I suspected he might have been a hoax when I found the article, but he still seems indistinguishable from many of the other contributors. Nematocyte 11:14, 12 March 2007 (EDT)

"religious theories"

What is the point of the last paragraph on the kangaroo entry? Yes, australian aboriginal beliefs about the creation of the earth are religious in nature, but how is evolution a "religious theory"?

And more importantly, why can I not edit the page to remove this?

If this project is to be taken seriously, ridiculous comments like that need to be weeded out. dropkickmejesus 22:21, 13 March 2007 (GMT)

"Ridiculous comments like that" are preciesly what distinguish Conservapedia from pro-liberal sites like Wikipedia, and it's precisely why Conservapedia is so much better. We lack the bias that makes Wikipedia so unreliable. --Ashens 04:47, 14 March 2007 (EDT)


Could you please explain to me why evolution should be considered a "religious theory". I note that the offending phrase has been removed. dropkickmejesus 17:59, 14 March 2007 (GMT)


This is the worst website I have ever seen. Ever. Creationism is about as stupid an idea as eating your own sh**.

Actually, eating feces may be sensible in some situations. C. difficle infections due to shifts in colonic flora are a growning problem. In the past, fecal enemas from healthy donors were used. Currently, antibiotics are used. It has been proposed to feed people fecal emulsions to prevent or treat the infection. No, I am not making this up. Palmd001 23:38, 19 March 2007 (EDT)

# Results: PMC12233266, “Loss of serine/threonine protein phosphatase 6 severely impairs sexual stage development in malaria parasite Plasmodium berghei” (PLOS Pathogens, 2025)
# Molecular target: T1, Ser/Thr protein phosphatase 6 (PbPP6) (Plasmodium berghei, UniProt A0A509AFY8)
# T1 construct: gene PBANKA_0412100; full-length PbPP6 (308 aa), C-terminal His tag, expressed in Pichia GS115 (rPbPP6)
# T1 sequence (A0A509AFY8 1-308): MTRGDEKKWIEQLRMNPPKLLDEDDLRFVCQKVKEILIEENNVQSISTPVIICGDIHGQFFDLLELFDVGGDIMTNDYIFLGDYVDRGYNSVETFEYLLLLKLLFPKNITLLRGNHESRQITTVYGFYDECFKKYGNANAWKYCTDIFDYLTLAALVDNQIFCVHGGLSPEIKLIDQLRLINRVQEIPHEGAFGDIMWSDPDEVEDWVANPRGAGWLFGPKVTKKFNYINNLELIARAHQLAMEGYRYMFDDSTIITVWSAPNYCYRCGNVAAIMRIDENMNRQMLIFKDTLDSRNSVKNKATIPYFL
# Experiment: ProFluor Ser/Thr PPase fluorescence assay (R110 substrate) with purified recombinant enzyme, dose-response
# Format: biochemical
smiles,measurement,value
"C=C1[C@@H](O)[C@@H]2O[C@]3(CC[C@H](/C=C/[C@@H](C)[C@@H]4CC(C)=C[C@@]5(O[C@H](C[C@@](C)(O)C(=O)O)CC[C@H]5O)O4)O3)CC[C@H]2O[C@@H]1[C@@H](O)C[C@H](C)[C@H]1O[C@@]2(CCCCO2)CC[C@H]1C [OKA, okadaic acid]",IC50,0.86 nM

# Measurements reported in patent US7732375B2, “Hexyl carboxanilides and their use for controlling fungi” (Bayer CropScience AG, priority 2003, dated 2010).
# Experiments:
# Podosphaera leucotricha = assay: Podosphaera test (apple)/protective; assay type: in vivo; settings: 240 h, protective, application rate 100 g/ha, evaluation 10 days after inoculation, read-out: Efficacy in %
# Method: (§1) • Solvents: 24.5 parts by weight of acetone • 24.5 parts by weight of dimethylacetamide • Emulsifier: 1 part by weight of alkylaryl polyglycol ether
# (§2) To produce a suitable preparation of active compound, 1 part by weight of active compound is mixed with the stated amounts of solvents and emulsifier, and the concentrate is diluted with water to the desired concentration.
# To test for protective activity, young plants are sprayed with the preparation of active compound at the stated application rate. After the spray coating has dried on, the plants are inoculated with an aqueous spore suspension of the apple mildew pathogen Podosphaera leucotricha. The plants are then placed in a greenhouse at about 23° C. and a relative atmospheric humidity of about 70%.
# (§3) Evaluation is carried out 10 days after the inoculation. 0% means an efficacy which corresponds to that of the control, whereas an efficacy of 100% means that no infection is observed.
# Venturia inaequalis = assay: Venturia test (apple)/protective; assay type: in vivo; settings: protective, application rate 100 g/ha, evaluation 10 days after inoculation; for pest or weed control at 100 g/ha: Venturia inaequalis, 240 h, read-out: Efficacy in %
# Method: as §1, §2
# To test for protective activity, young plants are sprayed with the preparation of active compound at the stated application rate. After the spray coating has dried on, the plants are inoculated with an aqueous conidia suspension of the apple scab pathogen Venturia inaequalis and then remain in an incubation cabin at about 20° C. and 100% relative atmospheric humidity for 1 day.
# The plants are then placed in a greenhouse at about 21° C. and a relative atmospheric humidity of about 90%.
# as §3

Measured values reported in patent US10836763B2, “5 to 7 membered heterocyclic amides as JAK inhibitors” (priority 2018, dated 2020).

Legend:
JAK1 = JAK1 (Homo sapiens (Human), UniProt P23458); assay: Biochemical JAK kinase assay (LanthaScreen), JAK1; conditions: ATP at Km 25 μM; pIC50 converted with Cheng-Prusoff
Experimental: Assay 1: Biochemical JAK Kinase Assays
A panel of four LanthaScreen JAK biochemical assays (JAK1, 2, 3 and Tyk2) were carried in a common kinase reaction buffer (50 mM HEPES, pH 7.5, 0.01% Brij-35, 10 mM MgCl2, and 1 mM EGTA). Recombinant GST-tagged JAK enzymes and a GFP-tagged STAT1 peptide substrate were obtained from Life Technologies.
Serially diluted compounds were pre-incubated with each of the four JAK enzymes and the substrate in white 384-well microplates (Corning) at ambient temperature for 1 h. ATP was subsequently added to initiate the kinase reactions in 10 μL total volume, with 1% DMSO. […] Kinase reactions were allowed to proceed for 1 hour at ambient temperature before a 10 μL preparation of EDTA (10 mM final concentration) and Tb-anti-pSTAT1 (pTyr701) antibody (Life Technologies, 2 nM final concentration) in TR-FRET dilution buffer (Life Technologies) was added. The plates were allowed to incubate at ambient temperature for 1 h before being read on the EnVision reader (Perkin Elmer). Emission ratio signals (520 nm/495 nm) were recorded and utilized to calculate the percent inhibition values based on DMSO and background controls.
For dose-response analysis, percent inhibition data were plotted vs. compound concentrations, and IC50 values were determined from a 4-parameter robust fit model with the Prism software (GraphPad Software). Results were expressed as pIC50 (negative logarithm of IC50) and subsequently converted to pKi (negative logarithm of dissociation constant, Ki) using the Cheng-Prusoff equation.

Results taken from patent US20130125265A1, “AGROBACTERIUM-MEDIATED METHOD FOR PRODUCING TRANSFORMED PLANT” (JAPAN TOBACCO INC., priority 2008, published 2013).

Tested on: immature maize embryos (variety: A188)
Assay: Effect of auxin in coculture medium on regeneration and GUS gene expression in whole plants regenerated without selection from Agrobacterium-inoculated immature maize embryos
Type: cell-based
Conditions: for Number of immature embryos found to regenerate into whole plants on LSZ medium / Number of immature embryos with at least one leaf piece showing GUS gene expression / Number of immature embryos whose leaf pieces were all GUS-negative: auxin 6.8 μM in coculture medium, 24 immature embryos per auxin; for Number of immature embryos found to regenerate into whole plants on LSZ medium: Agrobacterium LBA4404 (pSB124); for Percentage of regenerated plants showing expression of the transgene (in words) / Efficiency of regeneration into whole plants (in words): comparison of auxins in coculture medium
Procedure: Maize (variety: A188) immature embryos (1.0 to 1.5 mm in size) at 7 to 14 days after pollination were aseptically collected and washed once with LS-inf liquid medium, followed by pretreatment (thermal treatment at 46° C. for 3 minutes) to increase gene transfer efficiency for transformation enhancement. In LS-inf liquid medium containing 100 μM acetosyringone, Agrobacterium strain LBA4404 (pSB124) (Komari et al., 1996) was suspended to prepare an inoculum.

Kangaroo evolution - By 110 million years ago, mammals had diverged into two distinct groups, the placental mammals (a group that includes humans and most modern mammals) and the marsupial mammals (a group that includes koalas, kangaroos, wombats, and pouched mice). These groups evolved for millions of years in two increasingly different directions. As we follow the evolution of marsupials, we find their history to be further shaped by the drifting of the continents. The ancient landmasses of Laurasia and Gondwana broke apart to form the continents, isolating one group of marsupials on the continental island of Australia while isolating another group in South America. These separate populations of marsupials were left to evolve in parallel for some time. Comparison reveals that, although placental and marsupial mammals formed seperate lineages, they still evolved similar adaptations. In some cases, placental and marsupial mammals physically resemble each other: the pouched marsupial mouse and the harvest mouse, the marsupial mole and the common mole, the marsupial wombat and the marmot, the tasmanian wolf and the wolf.--Joobs 17:55, 21 March 2007 (EDT)

On the article, which seems to condemn the possibility of evolution, it states "Kangaroos have adapted to the varied conditions across Australia in many ways." Now, correct me if im mistaken but is adaption not just evolution, but on a smaller scale. Many many adaptions over millenia IS evolution, is it not? Therefore if these kangaroos really did sail across on mats of vegetation and didnt evolve, how did they adapt to the conditions of australia?? Does anybody know?? —The preceding unsigned comment was added by Loveandpeace (talk)